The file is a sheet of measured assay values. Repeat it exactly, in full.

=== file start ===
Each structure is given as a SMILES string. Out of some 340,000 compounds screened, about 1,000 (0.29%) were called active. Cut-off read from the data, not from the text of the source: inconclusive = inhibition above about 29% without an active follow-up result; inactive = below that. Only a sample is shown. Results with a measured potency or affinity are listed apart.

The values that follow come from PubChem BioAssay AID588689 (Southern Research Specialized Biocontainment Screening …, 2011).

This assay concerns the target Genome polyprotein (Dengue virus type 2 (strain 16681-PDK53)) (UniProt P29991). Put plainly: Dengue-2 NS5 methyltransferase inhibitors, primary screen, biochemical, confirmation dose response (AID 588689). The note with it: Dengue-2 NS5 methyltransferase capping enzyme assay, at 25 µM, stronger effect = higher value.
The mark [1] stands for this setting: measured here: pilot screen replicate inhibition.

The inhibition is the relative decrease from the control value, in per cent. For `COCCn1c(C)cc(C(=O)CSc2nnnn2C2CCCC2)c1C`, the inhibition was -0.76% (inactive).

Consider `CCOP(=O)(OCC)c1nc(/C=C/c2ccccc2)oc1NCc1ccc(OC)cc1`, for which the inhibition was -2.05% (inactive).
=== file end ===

Each structure is given as a SMILES string. Out of some 340,000 compounds screened, about 1,000 (0.29%) were called active. Cut-off read from the data, not from the text of the source: inconclusive = inhibition above about 29% without an active follow-up result; inactive = below that. Only a sample is shown. Results with a measured potency or affinity are listed apart.

The values that follow come from PubChem BioAssay AID588689 (Southern Research Specialized Biocontainment Screening …, 2011).

This assay concerns the target Genome polyprotein (Dengue virus type 2 (strain 16681-PDK53)) (UniProt P29991). Put plainly: Dengue-2 NS5 methyltransferase inhibitors, primary screen, biochemical, confirmation dose response (AID 588689). The note with it: Dengue-2 NS5 methyltransferase capping enzyme assay, at 25 µM, stronger effect = higher value.
The mark [1] stands for this setting: measured here: pilot screen replicate inhibition.

The inhibition is the relative decrease from the control value, in per cent. For `COCCn1c(C)cc(C(=O)CSc2nnnn2C2CCCC2)c1C`, the inhibition was -0.76% (inactive).

Consider `CCOP(=O)(OCC)c1nc(/C=C/c2ccccc2)oc1NCc1ccc(OC)cc1`, for which the inhibition was -2.05% (inactive).